The Study Question
Massage therapy is well-known for improving both physiological and psychological symptoms across multiple types of cancer and other terminal illnesses. Yet, little is known about the extent to which U.S. hospices employ massage therapists or the role they play as part of an interdisciplinary care team at end of life.
This article describes the results of a national survey that was conducted in 2009 and published in June 2015. While interdisciplinary care is a foundation of the hospice philosophy and a key component of high-quality hospice care, complementary and integrative health care practitioners such as massage therapists are not a required component of the hospice interdisciplinary team under the Medicare Hospice Benefit. In addition, because Medicare reimburses hospices on a per diem basis, hospices cannot separately bill Medicare for the services of massage or other integrative therapists.
Specific aims of the survey included determining the extent to which hospices nationwide employ massage and other integrative therapists, as well as estimating the association between the employment of therapists and hospice characteristics such as nonprofit or for-profit status, size, whether the hospice is part of a chain, proportion of at-home hospice care and the geographic region.
The Study Methods
A total of 914 hospices from the 2006 and 2008 Medicare Provider of Services lists were randomly selected to participate. Researchers then sent an introductory email to hospice medical directors inviting participation, and a follow-up email containing a link to the web-based survey. Hospice medical directors were asked to have the survey completed by the individual at their hospice with the most knowledge about the survey questions.
The survey used a cross-sectional design, comparing hospice characteristics to the number of full-time equivalent (FTE) massage therapists employed. Nonparametric tests such as chi-square were used to determine the degree of association between hospice characteristics and the extent to which massage and other integrative therapists were employed, either part-time or full-time.
Of the 914 hospices randomly selected for the survey, 208 were excluded because they were no longer providing hospice care or had closed their facility at the time of the survey. Of the remaining 706 hospices that were eligible to respond, 591 completed the survey, a response rate of 84 percent.
Less than one-third of respondents (169 or 29 percent) reported having hired an integrative practitioner, with massage therapist being the most frequently hired. Twenty-one percent of total respondents (125 of 591) and 74 percent of those who hired any integrative practitioner (125 of 169) reported hiring a massage therapist.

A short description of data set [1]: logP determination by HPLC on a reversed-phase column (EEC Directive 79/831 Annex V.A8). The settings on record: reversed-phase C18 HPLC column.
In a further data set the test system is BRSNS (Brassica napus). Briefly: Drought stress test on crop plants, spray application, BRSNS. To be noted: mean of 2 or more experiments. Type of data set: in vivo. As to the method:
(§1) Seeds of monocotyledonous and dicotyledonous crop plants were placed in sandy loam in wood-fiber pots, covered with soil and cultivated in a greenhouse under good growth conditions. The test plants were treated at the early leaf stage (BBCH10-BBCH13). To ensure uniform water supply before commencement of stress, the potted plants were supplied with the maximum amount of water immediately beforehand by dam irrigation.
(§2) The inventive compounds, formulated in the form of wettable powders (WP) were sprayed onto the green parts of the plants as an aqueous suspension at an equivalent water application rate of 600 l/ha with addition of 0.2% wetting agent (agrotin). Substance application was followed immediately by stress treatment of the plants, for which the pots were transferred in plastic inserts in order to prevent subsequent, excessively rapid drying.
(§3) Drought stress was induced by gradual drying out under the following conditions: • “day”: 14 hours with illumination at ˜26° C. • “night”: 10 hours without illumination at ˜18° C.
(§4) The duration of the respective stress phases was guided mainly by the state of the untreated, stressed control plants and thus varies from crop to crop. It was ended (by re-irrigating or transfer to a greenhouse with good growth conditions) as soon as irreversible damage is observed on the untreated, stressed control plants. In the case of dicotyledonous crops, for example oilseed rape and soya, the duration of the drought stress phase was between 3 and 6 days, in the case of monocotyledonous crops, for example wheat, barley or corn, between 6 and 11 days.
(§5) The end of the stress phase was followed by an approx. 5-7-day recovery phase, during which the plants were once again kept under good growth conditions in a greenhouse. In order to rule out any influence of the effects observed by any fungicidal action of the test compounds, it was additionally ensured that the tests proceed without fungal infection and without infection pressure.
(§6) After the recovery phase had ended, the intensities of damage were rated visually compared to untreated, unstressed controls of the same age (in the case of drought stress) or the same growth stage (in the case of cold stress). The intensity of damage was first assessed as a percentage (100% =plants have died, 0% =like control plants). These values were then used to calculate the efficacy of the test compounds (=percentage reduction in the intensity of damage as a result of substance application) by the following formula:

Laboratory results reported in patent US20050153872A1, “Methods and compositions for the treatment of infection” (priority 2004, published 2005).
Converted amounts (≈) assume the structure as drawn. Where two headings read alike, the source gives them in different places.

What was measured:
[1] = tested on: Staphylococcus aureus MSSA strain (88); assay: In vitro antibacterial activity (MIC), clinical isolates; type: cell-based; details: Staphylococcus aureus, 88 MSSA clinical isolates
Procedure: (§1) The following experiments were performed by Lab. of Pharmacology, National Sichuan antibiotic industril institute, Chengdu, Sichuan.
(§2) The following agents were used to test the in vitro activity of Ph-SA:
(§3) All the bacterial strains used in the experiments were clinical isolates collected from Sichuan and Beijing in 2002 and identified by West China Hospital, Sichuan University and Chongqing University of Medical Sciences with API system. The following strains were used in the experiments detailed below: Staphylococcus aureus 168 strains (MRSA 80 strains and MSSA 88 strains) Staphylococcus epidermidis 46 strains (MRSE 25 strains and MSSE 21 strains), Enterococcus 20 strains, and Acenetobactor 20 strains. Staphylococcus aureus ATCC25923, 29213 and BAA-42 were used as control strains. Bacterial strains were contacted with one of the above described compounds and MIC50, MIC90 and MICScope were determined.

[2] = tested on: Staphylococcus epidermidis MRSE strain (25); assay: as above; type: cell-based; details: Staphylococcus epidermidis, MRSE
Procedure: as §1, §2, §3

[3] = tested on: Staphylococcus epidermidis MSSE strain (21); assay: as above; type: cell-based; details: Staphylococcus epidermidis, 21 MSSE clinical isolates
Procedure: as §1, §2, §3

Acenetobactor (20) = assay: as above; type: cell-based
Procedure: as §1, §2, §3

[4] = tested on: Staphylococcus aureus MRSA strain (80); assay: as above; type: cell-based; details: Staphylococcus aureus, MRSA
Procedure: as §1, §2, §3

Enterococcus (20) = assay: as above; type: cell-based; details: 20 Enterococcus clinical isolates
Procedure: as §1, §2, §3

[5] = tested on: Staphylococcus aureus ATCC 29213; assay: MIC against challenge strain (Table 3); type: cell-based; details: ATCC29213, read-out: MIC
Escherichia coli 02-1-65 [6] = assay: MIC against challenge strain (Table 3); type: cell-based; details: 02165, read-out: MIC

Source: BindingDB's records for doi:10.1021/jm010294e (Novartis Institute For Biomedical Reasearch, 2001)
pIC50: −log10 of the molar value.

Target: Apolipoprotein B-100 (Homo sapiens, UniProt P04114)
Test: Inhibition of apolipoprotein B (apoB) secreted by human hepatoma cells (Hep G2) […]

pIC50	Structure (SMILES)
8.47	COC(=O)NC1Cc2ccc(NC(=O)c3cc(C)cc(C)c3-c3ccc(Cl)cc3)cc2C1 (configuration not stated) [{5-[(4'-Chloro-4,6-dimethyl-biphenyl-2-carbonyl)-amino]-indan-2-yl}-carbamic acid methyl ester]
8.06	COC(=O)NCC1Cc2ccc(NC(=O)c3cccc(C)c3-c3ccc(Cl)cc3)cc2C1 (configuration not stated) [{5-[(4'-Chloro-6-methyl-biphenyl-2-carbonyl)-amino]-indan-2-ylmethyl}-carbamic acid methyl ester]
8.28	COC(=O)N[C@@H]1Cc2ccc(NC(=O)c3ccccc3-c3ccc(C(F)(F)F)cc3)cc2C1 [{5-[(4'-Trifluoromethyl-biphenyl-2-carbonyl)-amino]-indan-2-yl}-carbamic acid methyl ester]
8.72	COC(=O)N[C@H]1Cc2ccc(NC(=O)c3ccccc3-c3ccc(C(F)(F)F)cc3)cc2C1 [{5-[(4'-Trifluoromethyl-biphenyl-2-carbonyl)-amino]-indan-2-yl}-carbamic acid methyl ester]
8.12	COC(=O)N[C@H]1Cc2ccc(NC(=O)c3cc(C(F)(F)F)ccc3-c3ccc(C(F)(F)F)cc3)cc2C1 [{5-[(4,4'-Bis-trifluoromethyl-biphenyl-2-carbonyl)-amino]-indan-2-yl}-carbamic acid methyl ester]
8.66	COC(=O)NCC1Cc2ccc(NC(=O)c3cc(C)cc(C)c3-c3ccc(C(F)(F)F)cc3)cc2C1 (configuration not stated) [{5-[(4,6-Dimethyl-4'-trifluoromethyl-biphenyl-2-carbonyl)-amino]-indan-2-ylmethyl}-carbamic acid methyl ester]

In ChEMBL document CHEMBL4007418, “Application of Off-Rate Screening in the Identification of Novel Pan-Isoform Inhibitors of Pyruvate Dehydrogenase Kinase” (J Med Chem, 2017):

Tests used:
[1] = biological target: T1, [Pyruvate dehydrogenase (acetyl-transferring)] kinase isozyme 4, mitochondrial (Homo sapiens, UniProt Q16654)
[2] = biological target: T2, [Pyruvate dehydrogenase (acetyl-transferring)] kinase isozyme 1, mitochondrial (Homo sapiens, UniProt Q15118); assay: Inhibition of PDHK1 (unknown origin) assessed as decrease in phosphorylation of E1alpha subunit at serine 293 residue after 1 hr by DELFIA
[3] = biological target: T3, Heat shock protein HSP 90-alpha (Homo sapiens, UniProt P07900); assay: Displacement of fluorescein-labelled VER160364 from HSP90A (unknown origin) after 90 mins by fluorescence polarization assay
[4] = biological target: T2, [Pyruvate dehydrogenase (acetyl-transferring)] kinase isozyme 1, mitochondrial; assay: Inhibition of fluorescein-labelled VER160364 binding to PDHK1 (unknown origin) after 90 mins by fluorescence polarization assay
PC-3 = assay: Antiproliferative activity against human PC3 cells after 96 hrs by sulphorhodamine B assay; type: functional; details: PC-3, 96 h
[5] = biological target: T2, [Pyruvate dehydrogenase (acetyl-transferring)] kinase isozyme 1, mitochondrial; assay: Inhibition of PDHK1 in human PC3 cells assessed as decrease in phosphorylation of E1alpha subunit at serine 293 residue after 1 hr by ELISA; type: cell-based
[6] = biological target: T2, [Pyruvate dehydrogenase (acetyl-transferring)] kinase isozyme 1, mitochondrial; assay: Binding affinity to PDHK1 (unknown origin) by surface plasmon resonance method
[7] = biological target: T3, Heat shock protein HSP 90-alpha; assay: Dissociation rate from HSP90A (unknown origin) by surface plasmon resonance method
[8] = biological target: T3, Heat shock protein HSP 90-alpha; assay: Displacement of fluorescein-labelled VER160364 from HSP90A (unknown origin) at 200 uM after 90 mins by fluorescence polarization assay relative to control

Hospices that employed a massage therapist had significantly higher odds of being larger and nonprofit, and therapist employment also varied by region, extent of reported market share concern and years since hospice certification.
The average number of full-time equivalent employees of a hospice with 100 or more patients per day was 2.5, compared with 1.3 for hospices with 50–99 patients per day, 0.8 for hospices with 20–49 patients per day and 0.7 for hospices with 20 or fewer patients per day. Hospices that reported having concerns about their market were less likely to have hired an integrative practitioner. Those in the South Atlantic (2.77 FTE) and Mountain Pacific (1.66 FTE) regions were more likely to have hired an integrative practitioner, compared to the New England/Mid-Atlantic (1.43 FTE), North Central (1.28 FTE) or South Central (1.21 FTE) regions.
Limitations of the Study
This study has a number of limitations. As is common in surveys, data are based on self-report, and were not independently verified. While the total response rate was high, for-profit hospices were less likely to have responded than nonprofit ones, so the result that 29 percent of hospices employ some type of integrative therapist may be an overestimate.
The survey also did not ask about the provision of services, only whether integrative therapists were employed. Strangely, the survey did not ask if licensed massage therapists attended interdisciplinary team meetings, so the extent of their inclusion as team members cannot be determined. Finally, while the survey was published in 2015, the data was collected from 2007–2008, so it is possible that these numbers may have declined or increased in the interim.
Implications for Evidence-Informed Practice
It seems odd, given the documented benefits of massage therapy for symptom management, especially pain and anxiety, and the hospice emphasis on interdisciplinary care and quality of life, that more hospices do not employ massage therapists.
Cost is a likely factor, in spite of the evidence (Herman, Craig, and Caspi, 2005) that suggests massage may be cost-effective through avoiding or saving additional costs of care.
Massage therapists wishing to approach hospices for employment might want to stress the potential cost-savings or cost-avoidance benefits of massage therapy, as well as evidence regarding improvement in quality of life for patients and their caregivers, and reducing the severity of symptoms such as pain and anxiety.
Related: A Soft Touch